Saturday, November 22, 2008

Friday 18th September 1942

Moonlit evening, last night. After I'd tuned in my wireless set at the gun park, I went across to the wash-place – it's in the open – and had a strip down wash, under the tap. There was one other man there. We talked. He told me he was a convoy driver and went up to the front and back twice a week. “Going up again in the morning,” he said, “Got some stuff for a Territorial lot.” “Who?” I asked idly. “Essex Yeomanry.” “The 104th!” “That's right,” he agreed, “They're up El Alamein way somewhere.”

He went off shortly afterwards, leaving me alone. The camp seemed suddenly silent, the moon bright – too bright and dangerous. The wind felt colder and I remembered the many times I'd washed in the moonshine like this – up there. Ghastly! I should have longed to be back in the blue again with the Regiment, but instead I shuddered and felt fey. A feeling of shrinking came over me – the hateful “bluey” - not the danger, but the weary discomfort, the insecurity, the constant movement... I finished dressing hastily, went back to the tent. It was dark and empty. still horribly fey, I went across to the Beacon Hut and felt reassured. heat was there, and noise, and something permanent, and someone I knew – Dewhurst. As we sat down to cups of tea before starting on our notes, I felt safe again.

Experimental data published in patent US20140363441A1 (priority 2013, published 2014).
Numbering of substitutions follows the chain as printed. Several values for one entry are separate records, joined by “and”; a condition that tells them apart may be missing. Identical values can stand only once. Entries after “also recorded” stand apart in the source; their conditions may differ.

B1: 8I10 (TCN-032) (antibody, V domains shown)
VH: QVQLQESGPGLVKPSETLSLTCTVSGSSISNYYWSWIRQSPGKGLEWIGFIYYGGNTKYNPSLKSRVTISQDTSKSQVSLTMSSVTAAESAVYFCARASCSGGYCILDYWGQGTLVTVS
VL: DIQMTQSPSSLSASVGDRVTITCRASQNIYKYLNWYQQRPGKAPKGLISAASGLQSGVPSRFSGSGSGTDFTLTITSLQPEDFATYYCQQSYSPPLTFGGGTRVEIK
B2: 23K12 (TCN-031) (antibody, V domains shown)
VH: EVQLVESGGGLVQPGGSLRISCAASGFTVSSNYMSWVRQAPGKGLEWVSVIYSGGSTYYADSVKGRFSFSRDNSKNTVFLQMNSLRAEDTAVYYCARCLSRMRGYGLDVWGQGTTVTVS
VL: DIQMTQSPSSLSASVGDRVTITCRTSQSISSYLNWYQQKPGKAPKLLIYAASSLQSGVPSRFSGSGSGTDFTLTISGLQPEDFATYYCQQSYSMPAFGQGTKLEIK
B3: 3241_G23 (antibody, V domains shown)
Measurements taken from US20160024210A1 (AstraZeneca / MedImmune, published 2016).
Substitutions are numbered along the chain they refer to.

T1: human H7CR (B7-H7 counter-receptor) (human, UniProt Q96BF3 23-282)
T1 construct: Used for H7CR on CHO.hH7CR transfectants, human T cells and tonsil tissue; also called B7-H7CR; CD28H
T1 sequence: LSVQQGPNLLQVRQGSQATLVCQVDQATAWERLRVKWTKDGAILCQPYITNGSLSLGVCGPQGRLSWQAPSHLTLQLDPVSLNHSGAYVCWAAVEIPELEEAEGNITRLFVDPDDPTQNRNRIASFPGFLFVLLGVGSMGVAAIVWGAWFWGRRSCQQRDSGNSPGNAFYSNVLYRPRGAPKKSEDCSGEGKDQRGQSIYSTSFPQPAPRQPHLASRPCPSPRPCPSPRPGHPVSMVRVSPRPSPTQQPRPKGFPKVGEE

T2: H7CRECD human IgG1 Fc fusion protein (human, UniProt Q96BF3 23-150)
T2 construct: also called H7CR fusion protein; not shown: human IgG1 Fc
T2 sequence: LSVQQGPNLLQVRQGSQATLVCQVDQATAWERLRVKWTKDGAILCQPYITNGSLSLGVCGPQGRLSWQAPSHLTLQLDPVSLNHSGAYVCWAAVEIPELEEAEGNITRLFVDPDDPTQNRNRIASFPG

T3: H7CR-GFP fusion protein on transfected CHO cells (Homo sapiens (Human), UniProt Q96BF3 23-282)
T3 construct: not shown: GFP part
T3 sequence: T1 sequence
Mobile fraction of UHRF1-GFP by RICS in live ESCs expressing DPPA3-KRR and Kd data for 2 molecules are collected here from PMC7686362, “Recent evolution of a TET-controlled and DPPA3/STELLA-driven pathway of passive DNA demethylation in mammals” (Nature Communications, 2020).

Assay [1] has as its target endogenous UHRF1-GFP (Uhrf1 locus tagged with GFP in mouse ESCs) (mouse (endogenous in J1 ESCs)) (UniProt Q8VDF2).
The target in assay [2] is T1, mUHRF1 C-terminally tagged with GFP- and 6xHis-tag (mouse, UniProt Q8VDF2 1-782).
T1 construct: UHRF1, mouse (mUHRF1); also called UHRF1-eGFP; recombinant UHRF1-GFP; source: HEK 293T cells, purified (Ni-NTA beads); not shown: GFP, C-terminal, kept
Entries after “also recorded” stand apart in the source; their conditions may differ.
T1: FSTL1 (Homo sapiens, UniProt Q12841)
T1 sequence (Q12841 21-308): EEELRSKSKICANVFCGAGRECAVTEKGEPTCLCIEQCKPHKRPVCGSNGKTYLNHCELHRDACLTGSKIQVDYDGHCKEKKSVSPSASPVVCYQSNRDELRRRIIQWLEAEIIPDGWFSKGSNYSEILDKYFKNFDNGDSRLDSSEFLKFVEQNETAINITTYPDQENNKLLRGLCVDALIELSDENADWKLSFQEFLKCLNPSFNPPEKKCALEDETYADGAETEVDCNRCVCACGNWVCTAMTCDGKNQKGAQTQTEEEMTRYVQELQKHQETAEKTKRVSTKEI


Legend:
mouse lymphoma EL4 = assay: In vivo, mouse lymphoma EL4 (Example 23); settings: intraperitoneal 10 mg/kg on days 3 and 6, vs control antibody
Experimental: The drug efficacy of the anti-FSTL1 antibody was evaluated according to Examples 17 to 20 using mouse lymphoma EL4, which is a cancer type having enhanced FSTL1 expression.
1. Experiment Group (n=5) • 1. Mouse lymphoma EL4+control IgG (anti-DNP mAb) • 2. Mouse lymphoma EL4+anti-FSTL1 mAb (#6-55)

But that was 24 hours ago and I still remember that dread sudden feeling of desolation and loneliness!

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